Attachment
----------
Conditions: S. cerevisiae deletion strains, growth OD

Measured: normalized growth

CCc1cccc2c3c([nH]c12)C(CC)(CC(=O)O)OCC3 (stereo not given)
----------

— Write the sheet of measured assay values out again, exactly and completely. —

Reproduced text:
Conditions: S. cerevisiae deletion strains, growth OD

Measured: normalized growth

CCc1cccc2c3c([nH]c12)C(CC)(CC(=O)O)OCC3 (stereo not given)